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5 fixes to get Red Sox back on track

Boston drops Patriots' Day finale to Orioles
@IanMBrowne
April 15, 2019

BOSTON -- For the Red Sox, there wasn’t much need to reflect on the first homestand of the season, which concluded with an 8-1 loss to the Orioles on Patriots’ Day that dropped the defending World Series champions to 6-11. The homestand was what it was -- some good, some

BOSTON -- For the Red Sox, there wasn’t much need to reflect on the first homestand of the season, which concluded with an 8-1 loss to the Orioles on Patriots’ Day that dropped the defending World Series champions to 6-11.

The homestand was what it was -- some good, some bad and a 3-3 record.

There is much more important business ahead. And that’s a big five-game road trip that includes the two teams (the Yankees and Rays) the Red Sox plan on competing with in the American League East all season.

Already 6 1/2 games behind the Rays in the division, the Red Sox know they can’t allow the deficit to keep piling up.

“We’ve got two division rivals,” said shortstop Xander Bogaerts, who scored the Sox's lone run on Steve Pearce's groundout in the fifth inning. “We’ve got two stronger opponents, we’re playing away, we’ve just got to go in like we normally do, handle our business and play the best we can and really rack up the wins pretty quick.”

The Orioles were able to salvage a split of the four-game series, taking advantage in the finale of a Boston team which deployed a sixth starter on an innings limit (Hector Velázquez) and had to go with a makeshift lineup -- Christian Vázquez at second base, for example.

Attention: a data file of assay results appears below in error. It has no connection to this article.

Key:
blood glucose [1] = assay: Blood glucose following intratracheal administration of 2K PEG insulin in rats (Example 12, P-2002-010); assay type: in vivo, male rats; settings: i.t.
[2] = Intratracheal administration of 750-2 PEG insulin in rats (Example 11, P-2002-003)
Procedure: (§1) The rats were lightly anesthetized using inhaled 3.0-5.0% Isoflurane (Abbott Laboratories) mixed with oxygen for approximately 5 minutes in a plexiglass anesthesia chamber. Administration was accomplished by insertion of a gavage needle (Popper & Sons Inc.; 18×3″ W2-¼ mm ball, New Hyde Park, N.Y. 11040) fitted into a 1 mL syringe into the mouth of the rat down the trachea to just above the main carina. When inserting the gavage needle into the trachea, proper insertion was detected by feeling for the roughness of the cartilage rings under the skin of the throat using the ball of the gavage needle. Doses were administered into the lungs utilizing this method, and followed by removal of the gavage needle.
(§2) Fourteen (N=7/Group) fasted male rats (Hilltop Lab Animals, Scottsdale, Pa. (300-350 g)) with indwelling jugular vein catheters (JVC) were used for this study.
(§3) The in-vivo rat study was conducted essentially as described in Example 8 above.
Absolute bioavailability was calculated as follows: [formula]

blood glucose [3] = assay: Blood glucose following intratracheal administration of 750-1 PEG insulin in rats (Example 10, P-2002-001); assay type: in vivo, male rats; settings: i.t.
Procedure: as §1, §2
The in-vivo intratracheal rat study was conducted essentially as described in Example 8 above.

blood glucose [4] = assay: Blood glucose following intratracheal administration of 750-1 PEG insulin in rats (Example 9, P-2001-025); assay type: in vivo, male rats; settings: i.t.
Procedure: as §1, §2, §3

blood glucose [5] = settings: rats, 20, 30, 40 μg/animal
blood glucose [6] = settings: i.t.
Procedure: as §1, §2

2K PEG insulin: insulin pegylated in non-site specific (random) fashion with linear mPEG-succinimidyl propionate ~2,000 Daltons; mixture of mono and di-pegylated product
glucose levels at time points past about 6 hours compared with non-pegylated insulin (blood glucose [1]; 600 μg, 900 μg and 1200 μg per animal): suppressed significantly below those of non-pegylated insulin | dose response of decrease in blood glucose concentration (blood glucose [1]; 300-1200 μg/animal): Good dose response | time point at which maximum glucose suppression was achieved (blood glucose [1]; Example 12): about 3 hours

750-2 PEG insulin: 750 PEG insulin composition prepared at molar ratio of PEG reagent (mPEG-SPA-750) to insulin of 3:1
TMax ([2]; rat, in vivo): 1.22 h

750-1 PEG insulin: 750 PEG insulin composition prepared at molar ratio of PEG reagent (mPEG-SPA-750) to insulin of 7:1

In the spirit of Monday’s Boston Marathon, the Red Sox will remind themselves that, fortunately, the baseball season is not a sprint. Sure, it’s been a difficult start. But there are 145 games left.

The next one is Tuesday night in the Bronx, when ace Chris Sale (0-3, 9.00 ERA) attempts to shake out of his early-season slump.

Fixing Sale

Getting Sale back on track is tops on Boston’s agenda, and it can check it off the list right away if things go well on Tuesday night.

Sale has struggled to put hitters away with his slider, and he generated just two swings and misses with his fastball all season. Once the slider is fixed, Sale’s fastball -- even if the velocity is a little lower at this stage of the season -- should start getting more misses.

Fixing Mookie

Nobody sets the tone of the Red Sox more than Mookie Betts. Last year’s AL Most Valuable Player Award winner is a spark in every way when he is right.

So far this season, Betts has not been quite right, particularly at the plate. Betts is hitting .222 with three homers and seven RBIs. His OPS is a pedestrian .737.

Betts is getting angry with himself.

“There have been many times where I can help score runs or do something and I haven’t done it,” Betts said. “I take full ownership of that. Basically what I’m doing is unacceptable. I have to figure out a way to get something done and help the team.”

Fixing Pedroia

It’s great that Dustin Pedroia is healthy again. Now the Red Sox need him to start hitting. The second baseman has looked strong in the field in his return from the injured list. But at the plate, Pedroia is 2-for-19 (.105 average) and doesn’t have an extra-base hit. Most of it can probably be chalked up to the fact that he's still getting his timing back after missing all but three games last season.

Fixing the offense

It isn’t just Pedroia and Betts. As a unit, the Red Sox aren’t clicking like they did last year. They’ve gone homerless in six of the first 17 games, and they are 0-6 in those games. The Sox are a more respectable 6-5 when they go deep.

“I mean, there’s a lot of searching throughout the lineup,” said manager Alex Cora. “We have some good games and then we don’t. So it hasn’t been as consistent as we know we can be. There are a few guys that are searching. Keep working at it. We haven’t been able to put good at-bats together in certain games, so today was a perfect example. We’ll find it and keep working at it. But I think it’s just that not everybody is clicking at the same time.”

Fixing health

To be at their best, the Red Sox need to get healthier. Jackie Bradley Jr. (flu) and Andrew Benintendi (right foot contusion) were unavailable on Monday. After the game, Cora wasn’t sure if they’d be ready to go for the first game in New York, either.

While Boston’s health ailments don’t even come close to matching the Yankees, a full lineup will give the Red Sox a much better chance of getting back on track.

Ian Browne has covered the Red Sox for MLB.com since 2002. Follow him on Twitter @IanMBrowne and Facebook.